Such benzene-depleted hydrocarbon feedstocks may include those pygas feedstocks, or other products or feedstocks that have been further processed to remove benzene. Benzene may be separated or extracted from such products or feedstocks, such as through distillation or other suitable separation techniques, to provide a benzene-rich product and a benzene-depleted product. This benzene-depleted products may be used as a feed or feedstock that may be further converted or processed using the methods described herein.

In certain embodiments, the benzene-depleted feedstock may be that containing benzene in an amount of from 0.5% to less than 15% by weight of the feedstock. In other embodiments, the benzene-depleted feedstock may be that containing benzene in an amount of from 14%, 13%, 12%, 11%, 10%, 9%, 8%, 7%, 6%, 5%, 4%, 3%, 2%, 1% or less by weight of the feedstock. In particular embodiments, the benzene-depleted product or feedstock is that having a benzene content of from 5%, 4%, 3%, 2%, 1% or less by weight.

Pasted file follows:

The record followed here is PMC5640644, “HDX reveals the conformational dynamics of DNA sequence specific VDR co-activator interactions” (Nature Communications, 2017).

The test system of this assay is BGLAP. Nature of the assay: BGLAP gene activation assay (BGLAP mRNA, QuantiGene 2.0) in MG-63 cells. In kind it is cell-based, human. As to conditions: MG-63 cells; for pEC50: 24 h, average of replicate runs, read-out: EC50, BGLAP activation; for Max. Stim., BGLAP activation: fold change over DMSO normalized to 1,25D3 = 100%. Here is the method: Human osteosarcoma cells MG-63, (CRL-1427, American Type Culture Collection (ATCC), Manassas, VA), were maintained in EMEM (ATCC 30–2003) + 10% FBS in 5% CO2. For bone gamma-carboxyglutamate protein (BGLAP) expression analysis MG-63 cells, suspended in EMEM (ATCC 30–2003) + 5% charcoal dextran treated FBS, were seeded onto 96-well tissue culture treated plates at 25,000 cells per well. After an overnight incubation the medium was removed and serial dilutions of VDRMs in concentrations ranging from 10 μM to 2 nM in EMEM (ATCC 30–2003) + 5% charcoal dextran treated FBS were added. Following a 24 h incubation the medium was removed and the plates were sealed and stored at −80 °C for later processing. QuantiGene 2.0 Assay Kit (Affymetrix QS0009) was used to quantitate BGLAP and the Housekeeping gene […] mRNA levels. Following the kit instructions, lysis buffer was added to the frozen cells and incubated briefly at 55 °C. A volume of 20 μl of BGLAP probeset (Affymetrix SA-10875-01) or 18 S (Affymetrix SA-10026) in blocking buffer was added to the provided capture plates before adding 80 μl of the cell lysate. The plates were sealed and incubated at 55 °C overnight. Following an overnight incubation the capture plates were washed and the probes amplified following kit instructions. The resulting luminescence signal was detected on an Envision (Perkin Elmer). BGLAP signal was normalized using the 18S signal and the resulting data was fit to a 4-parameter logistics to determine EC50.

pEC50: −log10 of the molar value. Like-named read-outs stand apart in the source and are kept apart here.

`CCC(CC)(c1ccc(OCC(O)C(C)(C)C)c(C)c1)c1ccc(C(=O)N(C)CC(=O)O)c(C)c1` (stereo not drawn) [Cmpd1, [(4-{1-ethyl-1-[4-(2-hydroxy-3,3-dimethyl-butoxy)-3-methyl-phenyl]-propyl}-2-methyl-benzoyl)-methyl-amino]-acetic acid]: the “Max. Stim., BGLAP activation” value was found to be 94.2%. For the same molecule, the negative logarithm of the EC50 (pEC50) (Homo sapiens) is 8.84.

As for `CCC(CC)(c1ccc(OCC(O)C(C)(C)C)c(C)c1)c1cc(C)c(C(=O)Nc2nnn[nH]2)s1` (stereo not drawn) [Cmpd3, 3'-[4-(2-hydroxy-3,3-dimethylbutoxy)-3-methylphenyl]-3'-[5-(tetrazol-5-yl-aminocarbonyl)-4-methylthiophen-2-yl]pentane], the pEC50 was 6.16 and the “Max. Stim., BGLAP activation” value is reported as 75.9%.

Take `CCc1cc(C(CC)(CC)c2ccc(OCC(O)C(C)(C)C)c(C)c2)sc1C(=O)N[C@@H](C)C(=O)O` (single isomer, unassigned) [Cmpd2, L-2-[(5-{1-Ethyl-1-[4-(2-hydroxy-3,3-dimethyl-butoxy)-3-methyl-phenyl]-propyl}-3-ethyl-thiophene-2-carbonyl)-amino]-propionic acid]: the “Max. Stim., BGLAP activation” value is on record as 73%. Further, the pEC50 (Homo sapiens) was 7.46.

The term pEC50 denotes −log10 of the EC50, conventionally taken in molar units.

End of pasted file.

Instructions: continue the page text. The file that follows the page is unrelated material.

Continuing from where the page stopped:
With respect to the alkylated aromatic compounds making up the benzene-depleted feedstock or feed, such alkylated aromatic compounds may include toluene in an amount of from 65% or less by weight of the feedstock. In certain embodiments, the toluene may be present in any amount range within the amounts of 5%, 10%, 15%, 20%, 25%, 30%, 35%, 40%, 45%, 50%, 55%, or 65% by weight of the feedstock.

The benzene-depleted feedstock or feed may contain C8 aromatic compounds, such as xylene and ethylbenzene, in an amount of from 40% or less by weight of the feedstock. In certain embodiments, the C8 aromatic compounds may be present in any amount range within the amounts of 1%, 2%, 3%, 4%, 5%, 6%, 7%, 8%, 9%, 10%, 15%, 20%, 25%, 30, or 40% by weight of the feedstock.